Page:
We had our first Slugger Live podcasting session in a while this morning. We were lucky enough to have a fine panel of southern economists with us to pick over the wreckage of the Anglo Irish Bank, and upon which there was remarkable unanimity about what should be done with it: ie, let it collect all the toxic assets of the other Irish banks, then tow ‘out to sea’ and sink it in a box for thirty years and then deal with it when this current economic cycle is a mere detail of modern Irish history… There is no sign that the government is even beginning to think in those terms. In fact, with the Finance Minister’s assertion that there had been no run on the bank, there are signs not simply that it is heavily in denial but, as David McWilliams noted this morning, that it doesn’t understand how the banking system works (or at least hopes the public doesn’t)…Stephen notes towards the beginning just how bad it was for Anglo when the Government stepped in: “Yesterday the shares were trading at 22 cent when they were stopped, which means the markets where essentially valuing Anglo Irish on the value of its computers and buildings”. Quite literally, a brick wall then.
For Gerard, the wider worry is ‘the systemic risk’. The actual risk to the taxpayer could be in for as much as 20 Billion. He notes also a commentary from Standard and Poors not only that Ireland’s sovereign fund stands the risk of losing its triple AAA credit rating but that government dept to GDP ratio reaching 228% but the end of this year. Something the Department of Finance has not even admitted to yet.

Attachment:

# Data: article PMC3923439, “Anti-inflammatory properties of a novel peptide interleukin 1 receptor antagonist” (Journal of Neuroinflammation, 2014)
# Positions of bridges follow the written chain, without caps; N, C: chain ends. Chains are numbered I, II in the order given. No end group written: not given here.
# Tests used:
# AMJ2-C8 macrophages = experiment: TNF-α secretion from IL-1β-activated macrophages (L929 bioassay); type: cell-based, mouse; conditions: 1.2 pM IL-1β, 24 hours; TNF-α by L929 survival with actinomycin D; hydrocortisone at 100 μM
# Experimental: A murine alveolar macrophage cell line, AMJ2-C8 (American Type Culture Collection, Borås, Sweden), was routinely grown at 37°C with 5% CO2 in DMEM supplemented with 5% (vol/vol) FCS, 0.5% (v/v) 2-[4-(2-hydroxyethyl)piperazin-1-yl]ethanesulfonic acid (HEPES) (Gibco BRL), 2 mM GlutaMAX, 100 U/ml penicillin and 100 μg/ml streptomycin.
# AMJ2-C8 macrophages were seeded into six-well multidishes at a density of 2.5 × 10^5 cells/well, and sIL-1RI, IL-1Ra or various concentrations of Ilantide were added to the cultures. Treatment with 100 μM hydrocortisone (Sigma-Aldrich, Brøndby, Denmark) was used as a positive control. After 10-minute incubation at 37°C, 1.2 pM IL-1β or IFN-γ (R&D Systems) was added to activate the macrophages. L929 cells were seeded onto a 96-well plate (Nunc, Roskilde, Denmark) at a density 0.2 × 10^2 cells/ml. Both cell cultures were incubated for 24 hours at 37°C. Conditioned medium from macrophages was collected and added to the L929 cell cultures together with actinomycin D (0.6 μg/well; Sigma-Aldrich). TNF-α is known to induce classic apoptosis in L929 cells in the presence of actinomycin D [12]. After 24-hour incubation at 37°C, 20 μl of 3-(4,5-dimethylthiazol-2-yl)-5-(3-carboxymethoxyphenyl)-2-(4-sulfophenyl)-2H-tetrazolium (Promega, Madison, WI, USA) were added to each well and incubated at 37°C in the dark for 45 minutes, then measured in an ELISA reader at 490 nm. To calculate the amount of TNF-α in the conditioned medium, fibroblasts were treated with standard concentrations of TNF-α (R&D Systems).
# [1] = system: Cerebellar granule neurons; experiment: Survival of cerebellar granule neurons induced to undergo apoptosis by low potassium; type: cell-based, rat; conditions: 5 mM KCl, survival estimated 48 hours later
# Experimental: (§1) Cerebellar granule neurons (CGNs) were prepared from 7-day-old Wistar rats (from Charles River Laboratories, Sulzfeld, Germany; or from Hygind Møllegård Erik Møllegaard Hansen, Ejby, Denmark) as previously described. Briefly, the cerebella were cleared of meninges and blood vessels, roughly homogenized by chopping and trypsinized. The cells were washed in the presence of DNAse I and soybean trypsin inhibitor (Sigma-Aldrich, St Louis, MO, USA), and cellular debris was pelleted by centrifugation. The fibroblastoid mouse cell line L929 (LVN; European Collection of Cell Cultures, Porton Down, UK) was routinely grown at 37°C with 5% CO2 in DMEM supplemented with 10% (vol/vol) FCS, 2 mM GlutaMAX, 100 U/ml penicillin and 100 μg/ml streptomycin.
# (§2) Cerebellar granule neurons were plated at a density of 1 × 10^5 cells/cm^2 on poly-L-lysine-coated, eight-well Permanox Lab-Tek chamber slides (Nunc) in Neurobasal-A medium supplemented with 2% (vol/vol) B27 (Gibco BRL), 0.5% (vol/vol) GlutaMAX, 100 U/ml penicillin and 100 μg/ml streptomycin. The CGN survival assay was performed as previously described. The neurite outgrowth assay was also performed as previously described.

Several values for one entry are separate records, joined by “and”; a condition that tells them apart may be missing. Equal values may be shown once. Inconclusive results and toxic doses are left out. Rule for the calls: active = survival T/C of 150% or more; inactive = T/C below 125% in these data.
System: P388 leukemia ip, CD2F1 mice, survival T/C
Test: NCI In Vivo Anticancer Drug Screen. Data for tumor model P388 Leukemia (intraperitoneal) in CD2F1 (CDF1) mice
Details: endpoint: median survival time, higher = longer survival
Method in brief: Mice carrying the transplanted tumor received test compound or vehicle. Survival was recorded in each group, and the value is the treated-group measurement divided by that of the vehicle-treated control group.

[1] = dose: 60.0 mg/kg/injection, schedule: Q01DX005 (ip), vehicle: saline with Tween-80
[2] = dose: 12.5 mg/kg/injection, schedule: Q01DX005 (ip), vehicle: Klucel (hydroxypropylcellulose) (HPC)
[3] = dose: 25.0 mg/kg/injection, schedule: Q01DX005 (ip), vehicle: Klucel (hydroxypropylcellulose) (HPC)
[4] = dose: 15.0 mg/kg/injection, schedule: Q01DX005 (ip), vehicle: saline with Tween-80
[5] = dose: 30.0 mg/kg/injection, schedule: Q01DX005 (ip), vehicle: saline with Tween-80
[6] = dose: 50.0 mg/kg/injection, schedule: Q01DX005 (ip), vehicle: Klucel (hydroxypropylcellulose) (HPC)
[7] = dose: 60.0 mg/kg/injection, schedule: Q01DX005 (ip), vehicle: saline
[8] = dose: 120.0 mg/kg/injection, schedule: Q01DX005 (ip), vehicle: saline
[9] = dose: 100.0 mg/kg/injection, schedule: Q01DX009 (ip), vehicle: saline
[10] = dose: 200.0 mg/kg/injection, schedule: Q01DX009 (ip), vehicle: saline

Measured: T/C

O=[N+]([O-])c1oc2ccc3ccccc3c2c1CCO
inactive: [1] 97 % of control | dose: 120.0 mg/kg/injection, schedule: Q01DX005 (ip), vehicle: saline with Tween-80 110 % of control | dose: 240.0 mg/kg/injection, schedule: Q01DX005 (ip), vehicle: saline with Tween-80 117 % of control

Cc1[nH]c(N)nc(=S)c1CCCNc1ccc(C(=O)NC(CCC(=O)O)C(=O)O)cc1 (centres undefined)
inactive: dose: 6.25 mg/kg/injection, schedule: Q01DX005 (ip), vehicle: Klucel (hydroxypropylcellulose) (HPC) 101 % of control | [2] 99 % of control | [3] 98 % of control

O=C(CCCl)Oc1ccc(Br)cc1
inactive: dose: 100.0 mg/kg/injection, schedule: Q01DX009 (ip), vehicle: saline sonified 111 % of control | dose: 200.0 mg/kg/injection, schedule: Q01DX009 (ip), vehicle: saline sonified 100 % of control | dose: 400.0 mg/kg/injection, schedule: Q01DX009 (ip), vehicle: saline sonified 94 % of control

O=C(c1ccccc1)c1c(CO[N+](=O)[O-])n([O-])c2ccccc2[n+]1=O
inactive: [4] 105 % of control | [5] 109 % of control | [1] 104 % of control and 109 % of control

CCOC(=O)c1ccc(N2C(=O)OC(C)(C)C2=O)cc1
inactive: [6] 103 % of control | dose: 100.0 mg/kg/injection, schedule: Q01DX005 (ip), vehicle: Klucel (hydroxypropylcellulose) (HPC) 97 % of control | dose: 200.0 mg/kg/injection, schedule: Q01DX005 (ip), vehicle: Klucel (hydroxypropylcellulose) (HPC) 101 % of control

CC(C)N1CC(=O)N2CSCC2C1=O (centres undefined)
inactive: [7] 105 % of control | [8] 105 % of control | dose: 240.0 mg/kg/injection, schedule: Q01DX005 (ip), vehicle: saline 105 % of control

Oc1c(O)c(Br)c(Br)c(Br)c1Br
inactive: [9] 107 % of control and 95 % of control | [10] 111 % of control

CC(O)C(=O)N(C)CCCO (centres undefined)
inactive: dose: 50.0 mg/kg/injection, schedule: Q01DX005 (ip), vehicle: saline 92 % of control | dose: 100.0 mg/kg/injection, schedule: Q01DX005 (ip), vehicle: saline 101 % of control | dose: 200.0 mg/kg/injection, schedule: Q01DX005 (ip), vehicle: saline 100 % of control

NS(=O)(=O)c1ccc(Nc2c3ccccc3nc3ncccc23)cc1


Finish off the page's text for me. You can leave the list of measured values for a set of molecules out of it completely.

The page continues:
Michael offered a road map:
“Whatever the process, whether through an instrumental nationalisation or niot, it is clear that the State has to step in, and actually reconfigure the banking architecture. We need to have one bank which is public ownership. There are five other banks that should be collapse into two, so that we have two strong healthy banks. The dubious assets that are going to drag down these banks and raise the possibility of a Japanese, Zombie Bank system for years to come, those should be put into Anglo Irish; a bad bank, a bad debt depository. And then as a next step a third public enterprise banking system should be established on the model of the United States’ Community Development Banks; a third force in retail banking. But we need to bite the bullet and do this up front, otherwise we are just going to get a drip, drip, drip of capitalising banks of which we have very little knowledge about the state of their balance sheets.”
Michael also mentions a recent IMF Report which noted that all the Fiscal stimulus in the world was literally only sending good money after bad until and unless the whole banking system is washed clean of these bad debts.
The bad debt sponge idea met with approval around the table, but the problem remains perhaps a cultural one. In order for this to work the other Irish banks will have to come clean about the extent of their own bad debts. Given the culpability of the Executives within the Irish banking system, that’s a hard one to answer.
“I have some sympathy with the Minister of Finance. It’s like defusing a bomb when you are not sure whether to cut the red wire, the green wire or the blue wire. You’ve not just got a banking crisis here, you’ve got a property bubble that’s imploding. So you’ve got a number of these huge uncertainties to manage; each of them capable of triggering an explosion in the economy. It is phase one. We need to sort the banks as a first phase and then get to the real economy afterwards.”
It’s a great conversation, but probably a bit long to listen in one go to at the desktop… You can get the download here.
Mick is founding editor of Slugger. He has written papers on the impacts of the Internet on politics and the wider media and is a regular guest and speaking events across Ireland, the UK and Europe. Twitter: @MickFealty